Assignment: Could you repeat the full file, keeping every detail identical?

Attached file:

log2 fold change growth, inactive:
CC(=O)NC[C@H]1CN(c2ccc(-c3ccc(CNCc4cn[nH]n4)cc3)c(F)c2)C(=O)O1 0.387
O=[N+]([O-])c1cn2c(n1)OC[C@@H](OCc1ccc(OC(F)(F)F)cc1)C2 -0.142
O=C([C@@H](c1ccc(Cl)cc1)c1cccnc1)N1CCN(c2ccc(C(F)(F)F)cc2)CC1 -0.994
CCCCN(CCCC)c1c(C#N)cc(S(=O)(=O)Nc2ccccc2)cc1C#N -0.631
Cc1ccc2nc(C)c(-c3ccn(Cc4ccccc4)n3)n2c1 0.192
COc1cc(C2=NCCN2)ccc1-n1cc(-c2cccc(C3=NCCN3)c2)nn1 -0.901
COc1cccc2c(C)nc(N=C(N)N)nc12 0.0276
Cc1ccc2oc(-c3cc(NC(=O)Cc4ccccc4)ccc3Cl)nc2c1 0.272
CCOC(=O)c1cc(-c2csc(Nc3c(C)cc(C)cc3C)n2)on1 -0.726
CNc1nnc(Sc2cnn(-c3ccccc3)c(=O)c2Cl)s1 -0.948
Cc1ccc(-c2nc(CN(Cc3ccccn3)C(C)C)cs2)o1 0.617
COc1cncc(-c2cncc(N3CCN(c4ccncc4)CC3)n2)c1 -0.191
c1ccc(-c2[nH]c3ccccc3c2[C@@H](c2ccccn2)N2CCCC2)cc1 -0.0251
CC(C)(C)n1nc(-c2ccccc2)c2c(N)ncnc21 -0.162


log2 fold change growth, inactive:
CC(=O)NC[C@H]1CN(c2ccc(-c3ccc(CNCc4cn[nH]n4)cc3)c(F)c2)C(=O)O1 0.387
O=[N+]([O-])c1cn2c(n1)OC[C@@H](OCc1ccc(OC(F)(F)F)cc1)C2 -0.142
O=C([C@@H](c1ccc(Cl)cc1)c1cccnc1)N1CCN(c2ccc(C(F)(F)F)cc2)CC1 -0.994
CCCCN(CCCC)c1c(C#N)cc(S(=O)(=O)Nc2ccccc2)cc1C#N -0.631
Cc1ccc2nc(C)c(-c3ccn(Cc4ccccc4)n3)n2c1 0.192
COc1cc(C2=NCCN2)ccc1-n1cc(-c2cccc(C3=NCCN3)c2)nn1 -0.901
COc1cccc2c(C)nc(N=C(N)N)nc12 0.0276
Cc1ccc2oc(-c3cc(NC(=O)Cc4ccccc4)ccc3Cl)nc2c1 0.272
CCOC(=O)c1cc(-c2csc(Nc3c(C)cc(C)cc3C)n2)on1 -0.726
CNc1nnc(Sc2cnn(-c3ccccc3)c(=O)c2Cl)s1 -0.948
Cc1ccc(-c2nc(CN(Cc3ccccn3)C(C)C)cs2)o1 0.617
COc1cncc(-c2cncc(N3CCN(c4ccncc4)CC3)n2)c1 -0.191
c1ccc(-c2[nH]c3ccccc3c2[C@@H](c2ccccn2)N2CCCC2)cc1 -0.0251
CC(C)(C)n1nc(-c2ccccc2)c2c(N)ncnc21 -0.162